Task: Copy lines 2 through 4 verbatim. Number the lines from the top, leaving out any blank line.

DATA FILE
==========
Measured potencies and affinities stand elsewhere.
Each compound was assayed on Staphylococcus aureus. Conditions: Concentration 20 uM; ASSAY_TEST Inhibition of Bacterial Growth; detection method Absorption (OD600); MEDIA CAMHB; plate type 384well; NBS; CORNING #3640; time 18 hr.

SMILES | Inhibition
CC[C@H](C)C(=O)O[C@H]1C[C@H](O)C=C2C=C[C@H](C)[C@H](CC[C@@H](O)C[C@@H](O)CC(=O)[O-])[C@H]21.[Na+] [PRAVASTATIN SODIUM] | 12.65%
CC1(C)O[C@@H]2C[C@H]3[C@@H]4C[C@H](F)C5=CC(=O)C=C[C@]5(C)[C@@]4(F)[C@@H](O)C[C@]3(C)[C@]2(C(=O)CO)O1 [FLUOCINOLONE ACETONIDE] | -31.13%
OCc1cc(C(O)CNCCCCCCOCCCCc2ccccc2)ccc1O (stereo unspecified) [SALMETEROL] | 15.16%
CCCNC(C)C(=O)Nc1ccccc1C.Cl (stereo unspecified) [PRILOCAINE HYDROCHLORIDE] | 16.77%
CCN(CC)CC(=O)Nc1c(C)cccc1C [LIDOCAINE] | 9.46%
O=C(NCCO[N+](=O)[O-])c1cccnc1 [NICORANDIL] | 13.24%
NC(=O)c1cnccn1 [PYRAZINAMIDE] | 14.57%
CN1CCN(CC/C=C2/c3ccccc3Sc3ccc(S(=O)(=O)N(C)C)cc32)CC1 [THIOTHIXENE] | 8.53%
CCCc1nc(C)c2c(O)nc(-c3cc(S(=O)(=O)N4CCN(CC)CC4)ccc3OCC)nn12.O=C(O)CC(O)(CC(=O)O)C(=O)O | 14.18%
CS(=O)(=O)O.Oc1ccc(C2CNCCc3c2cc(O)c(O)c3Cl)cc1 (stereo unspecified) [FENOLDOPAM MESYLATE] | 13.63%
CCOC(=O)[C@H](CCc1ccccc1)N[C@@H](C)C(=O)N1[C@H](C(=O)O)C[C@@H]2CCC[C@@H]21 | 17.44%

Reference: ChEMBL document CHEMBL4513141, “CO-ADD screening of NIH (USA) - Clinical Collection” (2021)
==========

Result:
Each compound was assayed on Staphylococcus aureus. Conditions: Concentration 20 uM; ASSAY_TEST Inhibition of Bacterial Growth; detection method Absorption (OD600); MEDIA CAMHB; plate type 384well; NBS; CORNING #3640; time 18 hr.

SMILES | Inhibition
CC[C@H](C)C(=O)O[C@H]1C[C@H](O)C=C2C=C[C@H](C)[C@H](CC[C@@H](O)C[C@@H](O)CC(=O)[O-])[C@H]21.[Na+] [PRAVASTATIN SODIUM] | 12.65%